That’s good advice, to be sure, but these actions take a long time. What if you’re house hunting and you just need a few extra points to bump you over the line to the great rates?
Start by pulling your credit report and your FICO score to see where you are. To get an estimate of your credit score, check out our Credit Score Estimator. If your score is above a 760, you’re golden. Improving your score from 760 to 800 won’t get you better terms.
What you’re looking for on your report are factors that could be affecting your score. Look for errors in the report, such as accounts that aren’t yours, late payments that were actually paid on time, debts you paid off that are shown as outstanding, or old debts that shouldn’t be reported any longer. (Negatives are supposed to be deleted after seven years, with the exception of bankruptcies, which can stay for as long as 10 years.)
After repairing errors, the fastest route to a better score is paying down balances on credit cards.
Though it’s not an instant cure, paying down credit lines over a two-month period can boost your score a substantial amount, and may be enough to put it over the edge if you’re lurking just beneath the next tier of loan pricing.
Had a few late payments in your past? Even if you’ve paid your bills late in the past, you can improve your credit score by paying every bill on time and keeping balances low from now on.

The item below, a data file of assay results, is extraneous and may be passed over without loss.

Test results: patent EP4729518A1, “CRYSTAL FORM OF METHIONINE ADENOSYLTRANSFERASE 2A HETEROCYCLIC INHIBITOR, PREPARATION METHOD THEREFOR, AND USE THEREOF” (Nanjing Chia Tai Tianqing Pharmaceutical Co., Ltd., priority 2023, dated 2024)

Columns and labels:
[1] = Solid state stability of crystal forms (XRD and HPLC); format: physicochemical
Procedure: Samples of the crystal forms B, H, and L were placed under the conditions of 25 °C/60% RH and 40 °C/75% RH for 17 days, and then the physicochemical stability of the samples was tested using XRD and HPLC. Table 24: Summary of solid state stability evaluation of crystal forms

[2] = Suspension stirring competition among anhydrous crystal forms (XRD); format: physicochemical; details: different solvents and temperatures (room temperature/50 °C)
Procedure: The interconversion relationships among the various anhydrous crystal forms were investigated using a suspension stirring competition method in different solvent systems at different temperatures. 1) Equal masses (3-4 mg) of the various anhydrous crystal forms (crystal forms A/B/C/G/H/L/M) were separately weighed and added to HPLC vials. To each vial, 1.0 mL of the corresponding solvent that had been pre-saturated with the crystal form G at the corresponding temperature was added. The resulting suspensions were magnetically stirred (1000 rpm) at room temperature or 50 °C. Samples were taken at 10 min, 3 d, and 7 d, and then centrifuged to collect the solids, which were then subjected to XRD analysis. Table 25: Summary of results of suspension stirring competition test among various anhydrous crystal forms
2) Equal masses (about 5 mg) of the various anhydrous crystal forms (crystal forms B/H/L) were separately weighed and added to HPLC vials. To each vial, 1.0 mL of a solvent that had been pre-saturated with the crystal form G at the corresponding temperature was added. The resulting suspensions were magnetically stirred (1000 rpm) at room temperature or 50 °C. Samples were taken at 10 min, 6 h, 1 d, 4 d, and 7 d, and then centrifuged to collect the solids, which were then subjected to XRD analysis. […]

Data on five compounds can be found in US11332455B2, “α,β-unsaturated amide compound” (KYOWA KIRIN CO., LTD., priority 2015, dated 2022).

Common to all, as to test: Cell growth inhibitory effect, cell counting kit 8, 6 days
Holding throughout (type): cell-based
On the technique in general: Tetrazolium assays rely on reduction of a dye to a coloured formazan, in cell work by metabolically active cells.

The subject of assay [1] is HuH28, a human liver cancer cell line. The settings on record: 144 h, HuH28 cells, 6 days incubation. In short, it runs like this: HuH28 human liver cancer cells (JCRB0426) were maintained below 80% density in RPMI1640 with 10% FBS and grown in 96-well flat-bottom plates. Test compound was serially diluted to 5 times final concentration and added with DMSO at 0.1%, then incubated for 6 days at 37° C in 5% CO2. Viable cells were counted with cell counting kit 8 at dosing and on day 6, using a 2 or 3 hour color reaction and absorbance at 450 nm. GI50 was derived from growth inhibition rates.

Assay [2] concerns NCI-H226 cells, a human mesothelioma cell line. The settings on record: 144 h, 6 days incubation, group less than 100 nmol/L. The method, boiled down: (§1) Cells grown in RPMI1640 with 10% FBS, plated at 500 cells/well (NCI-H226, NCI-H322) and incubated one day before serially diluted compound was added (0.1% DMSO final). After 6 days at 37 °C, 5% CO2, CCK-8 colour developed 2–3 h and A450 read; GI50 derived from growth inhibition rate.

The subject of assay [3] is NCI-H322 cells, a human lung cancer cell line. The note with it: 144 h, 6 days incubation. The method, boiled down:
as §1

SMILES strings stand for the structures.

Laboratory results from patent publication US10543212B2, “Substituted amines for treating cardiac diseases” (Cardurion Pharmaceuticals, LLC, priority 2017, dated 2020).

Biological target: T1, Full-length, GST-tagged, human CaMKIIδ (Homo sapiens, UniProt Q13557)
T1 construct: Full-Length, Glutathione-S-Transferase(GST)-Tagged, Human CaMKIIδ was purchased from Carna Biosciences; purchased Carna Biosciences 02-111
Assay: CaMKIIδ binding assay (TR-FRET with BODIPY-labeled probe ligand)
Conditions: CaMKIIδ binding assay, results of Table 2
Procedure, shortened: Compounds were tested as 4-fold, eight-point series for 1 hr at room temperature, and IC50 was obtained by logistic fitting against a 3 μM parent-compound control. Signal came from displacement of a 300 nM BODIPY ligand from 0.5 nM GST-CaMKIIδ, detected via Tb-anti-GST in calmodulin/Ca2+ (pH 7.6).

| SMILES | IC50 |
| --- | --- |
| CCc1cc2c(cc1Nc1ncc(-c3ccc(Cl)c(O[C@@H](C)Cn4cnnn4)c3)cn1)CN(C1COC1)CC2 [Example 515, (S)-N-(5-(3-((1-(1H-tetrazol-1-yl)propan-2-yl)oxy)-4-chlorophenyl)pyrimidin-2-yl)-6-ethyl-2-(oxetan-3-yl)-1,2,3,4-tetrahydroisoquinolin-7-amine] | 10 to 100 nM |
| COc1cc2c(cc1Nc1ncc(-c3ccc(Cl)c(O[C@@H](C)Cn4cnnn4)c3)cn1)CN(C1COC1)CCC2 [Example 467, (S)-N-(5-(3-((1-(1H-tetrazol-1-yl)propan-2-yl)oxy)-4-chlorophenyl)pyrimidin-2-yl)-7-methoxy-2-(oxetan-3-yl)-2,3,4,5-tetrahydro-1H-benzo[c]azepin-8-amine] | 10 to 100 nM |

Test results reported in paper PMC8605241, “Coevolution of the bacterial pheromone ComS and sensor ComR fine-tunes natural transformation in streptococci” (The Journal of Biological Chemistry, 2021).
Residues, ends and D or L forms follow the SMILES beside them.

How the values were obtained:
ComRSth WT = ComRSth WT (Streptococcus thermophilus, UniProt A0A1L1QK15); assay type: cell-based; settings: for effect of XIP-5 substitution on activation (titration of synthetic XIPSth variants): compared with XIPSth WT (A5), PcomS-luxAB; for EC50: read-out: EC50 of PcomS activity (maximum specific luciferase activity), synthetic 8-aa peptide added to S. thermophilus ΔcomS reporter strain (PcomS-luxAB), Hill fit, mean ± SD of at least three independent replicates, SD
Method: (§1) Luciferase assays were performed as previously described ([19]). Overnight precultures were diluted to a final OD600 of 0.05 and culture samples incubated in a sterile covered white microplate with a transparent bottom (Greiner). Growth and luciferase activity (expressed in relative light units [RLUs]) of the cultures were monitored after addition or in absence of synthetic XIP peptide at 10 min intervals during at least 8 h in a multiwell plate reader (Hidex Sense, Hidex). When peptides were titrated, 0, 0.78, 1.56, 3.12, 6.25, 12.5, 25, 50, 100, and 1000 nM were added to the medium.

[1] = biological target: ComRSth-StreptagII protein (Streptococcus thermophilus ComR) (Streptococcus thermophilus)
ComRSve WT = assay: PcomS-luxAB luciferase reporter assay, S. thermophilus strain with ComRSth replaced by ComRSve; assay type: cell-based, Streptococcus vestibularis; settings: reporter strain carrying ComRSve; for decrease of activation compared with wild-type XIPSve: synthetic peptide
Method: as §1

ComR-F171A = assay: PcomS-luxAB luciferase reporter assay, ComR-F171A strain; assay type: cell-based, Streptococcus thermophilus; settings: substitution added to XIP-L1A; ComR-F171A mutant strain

A big no-no
One thing you shouldn’t do if you’re just trying to boost your score is close unused accounts.
“Closing unused credit card accounts may not help you improve your FICO score,” Scott says.
Closing unused accounts without paying down your debt may increase your utilization ratio, which is the amount of your total debt divided by your total available credit.
“It may be more beneficial to pay down your revolving balances,” Scott says. “You can also take a credit card out of your wallet and put it in a drawer to avoid the temptation to use it.”
If you do cut up your cards, though, leave the oldest one open, says Steve Rhode, consumer debt expert with GetOutOfDebt.org.
The length of your credit history is another factor in your score. If you close the account of the credit card you got when you were a freshman in college and leave open the ones you just got within the past couple years, it makes you look like a much newer borrower.
“Keep a couple of the oldest open; I don’t care what the interest rate is,” he says. “Creditors don’t care what the rate is.”
Working with credit card balances
Another strategy for bringing up your score: Transfer balances from a card that’s close to being maxed out to other cards to even out your usage, says David Chung, managing director for Maryland-based CreditXpert Inc., which provides credit tools to lenders. Or just spread out your charges between a few cards.